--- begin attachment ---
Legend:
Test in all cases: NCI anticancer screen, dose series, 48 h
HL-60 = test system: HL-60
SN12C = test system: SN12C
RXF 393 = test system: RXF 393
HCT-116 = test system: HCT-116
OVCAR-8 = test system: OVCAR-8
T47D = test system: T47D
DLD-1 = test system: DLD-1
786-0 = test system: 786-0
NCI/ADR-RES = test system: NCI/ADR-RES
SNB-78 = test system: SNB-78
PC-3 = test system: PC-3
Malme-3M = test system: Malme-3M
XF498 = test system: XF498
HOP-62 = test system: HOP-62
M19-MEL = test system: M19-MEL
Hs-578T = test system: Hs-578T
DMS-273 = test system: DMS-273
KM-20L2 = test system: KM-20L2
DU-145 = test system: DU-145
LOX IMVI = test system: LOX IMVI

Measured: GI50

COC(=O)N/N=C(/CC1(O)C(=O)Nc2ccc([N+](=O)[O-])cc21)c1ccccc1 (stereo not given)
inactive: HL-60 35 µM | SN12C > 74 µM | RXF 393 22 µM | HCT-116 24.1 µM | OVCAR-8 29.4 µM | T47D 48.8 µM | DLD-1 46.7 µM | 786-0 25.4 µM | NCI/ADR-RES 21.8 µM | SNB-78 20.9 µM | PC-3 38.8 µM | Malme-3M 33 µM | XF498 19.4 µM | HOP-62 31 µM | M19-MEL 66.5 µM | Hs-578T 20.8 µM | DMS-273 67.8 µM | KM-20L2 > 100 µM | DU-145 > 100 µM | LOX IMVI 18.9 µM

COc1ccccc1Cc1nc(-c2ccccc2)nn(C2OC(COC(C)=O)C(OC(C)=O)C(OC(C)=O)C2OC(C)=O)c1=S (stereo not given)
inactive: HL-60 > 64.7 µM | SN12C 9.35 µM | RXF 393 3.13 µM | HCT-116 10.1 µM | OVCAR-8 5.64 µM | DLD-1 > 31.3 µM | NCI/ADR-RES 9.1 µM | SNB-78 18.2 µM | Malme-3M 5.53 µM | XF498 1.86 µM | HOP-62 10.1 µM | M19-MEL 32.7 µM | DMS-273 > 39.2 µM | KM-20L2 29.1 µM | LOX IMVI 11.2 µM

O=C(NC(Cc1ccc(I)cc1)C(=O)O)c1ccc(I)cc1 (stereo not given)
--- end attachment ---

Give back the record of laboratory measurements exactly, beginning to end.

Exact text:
Legend:
Test in all cases: NCI anticancer screen, dose series, 48 h
HL-60 = test system: HL-60
SN12C = test system: SN12C
RXF 393 = test system: RXF 393
HCT-116 = test system: HCT-116
OVCAR-8 = test system: OVCAR-8
T47D = test system: T47D
DLD-1 = test system: DLD-1
786-0 = test system: 786-0
NCI/ADR-RES = test system: NCI/ADR-RES
SNB-78 = test system: SNB-78
PC-3 = test system: PC-3
Malme-3M = test system: Malme-3M
XF498 = test system: XF498
HOP-62 = test system: HOP-62
M19-MEL = test system: M19-MEL
Hs-578T = test system: Hs-578T
DMS-273 = test system: DMS-273
KM-20L2 = test system: KM-20L2
DU-145 = test system: DU-145
LOX IMVI = test system: LOX IMVI

Measured: GI50

COC(=O)N/N=C(/CC1(O)C(=O)Nc2ccc([N+](=O)[O-])cc21)c1ccccc1 (stereo not given)
inactive: HL-60 35 µM | SN12C > 74 µM | RXF 393 22 µM | HCT-116 24.1 µM | OVCAR-8 29.4 µM | T47D 48.8 µM | DLD-1 46.7 µM | 786-0 25.4 µM | NCI/ADR-RES 21.8 µM | SNB-78 20.9 µM | PC-3 38.8 µM | Malme-3M 33 µM | XF498 19.4 µM | HOP-62 31 µM | M19-MEL 66.5 µM | Hs-578T 20.8 µM | DMS-273 67.8 µM | KM-20L2 > 100 µM | DU-145 > 100 µM | LOX IMVI 18.9 µM

COc1ccccc1Cc1nc(-c2ccccc2)nn(C2OC(COC(C)=O)C(OC(C)=O)C(OC(C)=O)C2OC(C)=O)c1=S (stereo not given)
inactive: HL-60 > 64.7 µM | SN12C 9.35 µM | RXF 393 3.13 µM | HCT-116 10.1 µM | OVCAR-8 5.64 µM | DLD-1 > 31.3 µM | NCI/ADR-RES 9.1 µM | SNB-78 18.2 µM | Malme-3M 5.53 µM | XF498 1.86 µM | HOP-62 10.1 µM | M19-MEL 32.7 µM | DMS-273 > 39.2 µM | KM-20L2 29.1 µM | LOX IMVI 11.2 µM

O=C(NC(Cc1ccc(I)cc1)C(=O)O)c1ccc(I)cc1 (stereo not given)